Billionaires use charity to pay for PR

“We live in capitalism. Its power seems inescapable. So did the divine right of kings.”
-Ursula Le Guin

Photo via Pixabay | It is functionally impossible to become a billionaire in your own lifetime. Every “self-made” billionaire started with millionaire parents.

Billionaire charity is immoral – we need to cut out the middleman and just levy taxes on the 1%.

Why are so many people defensive of billionaires? 

Unless you’re already a billionaire, you’ll never be one. 

They’re also a net deadweight in global society.

Billionaires do not earn their wealth. Arguing that heavy taxes on wealth over one billion dollars punish a hard work ethic simply does not hold water.

It is functionally impossible to become a billionaire in your own lifetime. Every “self-made” billionaire started with millionaire parents. That amount of wealth is only attainable if you start with an already unfair advantage. In fact, many billionaire families directly owe their wealth to historical forces such as imperialism, colonialism and slavery. These families use their wealth to construct dramatically unfair advantages for their children. (This is one potential reason why Trump famously remarked that his father gave him “A small loan of a million dollars.”)

Tesla’s frontman, Elon Musk, hails from a family that once owned apartheid emerald mines in South Africa.

Bill Gates, the founder of Microsoft,  just happened to attend one of the only schools in the Seattle area that had access to computers, during an era when this technology was incredibly rare and expensive.

But if your dad is a mechanic or your mom is a lawyer? You’re working class in comparison, and you will never be a billionaire. No amount of labor, education, innovation, creativity or passion will move you up from working class to billionaire in one generation.

Others argue that billionaires already contribute enough to society by giving away some of their wealth to charity. This straight-up isn’t true. 

According to Philanthropy News Digest, in 2020, fifty American billionaires donated a total of 24.7 billion dollars. That’s an incredible amount of money, but most of them are donating to their own pet charities. Donating to charities is a way to shelter money from taxation while continuing to use their wealth to exert power to pursue their own agendas. Some of these can seem relatively helpful, such as The Bill & Melinda Gates Foundation, which has a focus on global development, health and life expectancy. However, it is the Gates Foundation that decides what the top development priorities are, not the countries and regions to which they offer aid.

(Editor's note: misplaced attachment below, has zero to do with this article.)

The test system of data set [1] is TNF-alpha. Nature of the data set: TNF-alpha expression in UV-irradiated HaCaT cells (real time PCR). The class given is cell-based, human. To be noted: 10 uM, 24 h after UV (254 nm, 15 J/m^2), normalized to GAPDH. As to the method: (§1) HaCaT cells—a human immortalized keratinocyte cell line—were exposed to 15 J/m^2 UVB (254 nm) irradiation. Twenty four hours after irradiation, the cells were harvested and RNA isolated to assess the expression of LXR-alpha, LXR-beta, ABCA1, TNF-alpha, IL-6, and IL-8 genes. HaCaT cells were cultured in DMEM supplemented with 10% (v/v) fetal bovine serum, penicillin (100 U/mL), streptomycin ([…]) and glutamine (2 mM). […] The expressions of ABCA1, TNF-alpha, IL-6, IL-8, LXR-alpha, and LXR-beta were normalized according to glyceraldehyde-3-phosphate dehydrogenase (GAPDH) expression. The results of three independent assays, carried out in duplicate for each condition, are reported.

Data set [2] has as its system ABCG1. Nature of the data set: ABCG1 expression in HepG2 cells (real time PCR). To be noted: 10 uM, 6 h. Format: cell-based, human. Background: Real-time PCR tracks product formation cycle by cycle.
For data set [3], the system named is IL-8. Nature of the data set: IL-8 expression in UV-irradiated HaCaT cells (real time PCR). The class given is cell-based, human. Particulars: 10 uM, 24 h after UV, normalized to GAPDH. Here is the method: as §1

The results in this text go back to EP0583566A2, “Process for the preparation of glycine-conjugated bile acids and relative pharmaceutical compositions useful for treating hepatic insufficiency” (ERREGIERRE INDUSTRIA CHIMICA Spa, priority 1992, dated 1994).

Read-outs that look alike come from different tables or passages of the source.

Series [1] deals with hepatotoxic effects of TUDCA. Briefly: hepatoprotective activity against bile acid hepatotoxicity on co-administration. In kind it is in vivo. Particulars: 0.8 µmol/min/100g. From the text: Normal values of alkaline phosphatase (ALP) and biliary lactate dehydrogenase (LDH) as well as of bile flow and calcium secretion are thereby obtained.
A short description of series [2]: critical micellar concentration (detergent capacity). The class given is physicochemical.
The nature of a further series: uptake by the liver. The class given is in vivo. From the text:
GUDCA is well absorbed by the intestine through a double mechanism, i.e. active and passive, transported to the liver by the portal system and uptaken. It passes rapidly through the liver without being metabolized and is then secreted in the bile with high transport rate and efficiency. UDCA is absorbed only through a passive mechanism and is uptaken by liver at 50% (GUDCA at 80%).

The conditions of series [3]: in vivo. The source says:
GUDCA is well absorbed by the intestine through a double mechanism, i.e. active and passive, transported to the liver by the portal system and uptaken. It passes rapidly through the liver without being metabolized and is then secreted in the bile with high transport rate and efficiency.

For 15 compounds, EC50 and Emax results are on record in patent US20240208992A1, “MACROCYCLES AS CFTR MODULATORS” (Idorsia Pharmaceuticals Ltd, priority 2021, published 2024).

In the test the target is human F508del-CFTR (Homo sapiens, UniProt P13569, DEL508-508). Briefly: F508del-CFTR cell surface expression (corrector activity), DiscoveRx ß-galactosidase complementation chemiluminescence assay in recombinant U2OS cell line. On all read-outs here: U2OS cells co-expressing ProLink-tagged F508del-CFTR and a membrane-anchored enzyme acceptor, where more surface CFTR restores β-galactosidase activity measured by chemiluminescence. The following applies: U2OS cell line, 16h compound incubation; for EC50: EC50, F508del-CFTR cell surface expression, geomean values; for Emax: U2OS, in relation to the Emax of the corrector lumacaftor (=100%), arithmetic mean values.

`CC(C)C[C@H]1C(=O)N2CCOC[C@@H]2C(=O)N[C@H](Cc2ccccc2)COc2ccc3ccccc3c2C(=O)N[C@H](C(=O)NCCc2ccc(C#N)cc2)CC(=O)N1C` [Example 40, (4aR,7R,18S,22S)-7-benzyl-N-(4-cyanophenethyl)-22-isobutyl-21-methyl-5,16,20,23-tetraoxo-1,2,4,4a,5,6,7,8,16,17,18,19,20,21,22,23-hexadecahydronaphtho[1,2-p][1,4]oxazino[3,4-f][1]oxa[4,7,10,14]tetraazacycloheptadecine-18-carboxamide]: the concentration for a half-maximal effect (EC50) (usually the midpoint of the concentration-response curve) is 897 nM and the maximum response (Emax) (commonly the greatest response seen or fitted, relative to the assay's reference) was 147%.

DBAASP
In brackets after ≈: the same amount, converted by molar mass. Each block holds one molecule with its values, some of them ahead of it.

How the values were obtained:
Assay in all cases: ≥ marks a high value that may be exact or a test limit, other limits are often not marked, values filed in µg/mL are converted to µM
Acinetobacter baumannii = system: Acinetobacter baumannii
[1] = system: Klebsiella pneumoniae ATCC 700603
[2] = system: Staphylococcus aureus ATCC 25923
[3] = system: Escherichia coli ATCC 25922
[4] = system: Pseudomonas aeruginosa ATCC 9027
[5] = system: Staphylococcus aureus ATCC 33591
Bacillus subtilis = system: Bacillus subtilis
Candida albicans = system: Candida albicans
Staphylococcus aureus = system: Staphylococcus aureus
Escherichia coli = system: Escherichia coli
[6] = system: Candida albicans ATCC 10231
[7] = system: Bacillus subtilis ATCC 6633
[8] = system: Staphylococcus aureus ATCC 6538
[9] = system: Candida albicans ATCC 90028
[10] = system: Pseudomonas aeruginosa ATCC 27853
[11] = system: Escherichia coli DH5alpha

Charities like this remove agency from the people they’re assisting, which is another way that billionaires use their wealth and power to shape the world as they see fit. Sure, we all really appreciate vaccine distribution and their medical research, but what would the world look like if well-funded governments were doing this same kind of work?

If we taxed billionaires at the same rate as the average American citizen, we would draw an incredible amount of money into a struggling economy. In 2021, White House economists released an analysis revealing that households with over a billion dollars are taxed at a rate of 8.2%, compared to the average non-billionaire household tax rate of 13.6%. It’s worth mentioning that the vast majority of wealth generated by billionaire households is sourced from stocks, which are taxed very differently (if they’re ever taxed at all!). It’s also worth mentioning that the current median income for a household in the United States is $31,000. The Federal Poverty Level (FPL) for a family of four in 2023 is $30,0000.

Taxing billionaires would generate desperately-needed funds for universal healthcare, universal childcare, universal eldercare, pensions, schools and a variety of other social services. 

If you’re still licking Elon Musk’s boots, ask yourself why. Does he care about your well-being? Do his values align with yours? Do you truly think he deserves the immense power he currently wields? 

Praising a billionaire’s work ethic sounds like a serf complimenting a king on his leadership skills. Neither work ethic nor leadership skills put these people where they are today. Like monarchies, one day, the people will have had enough.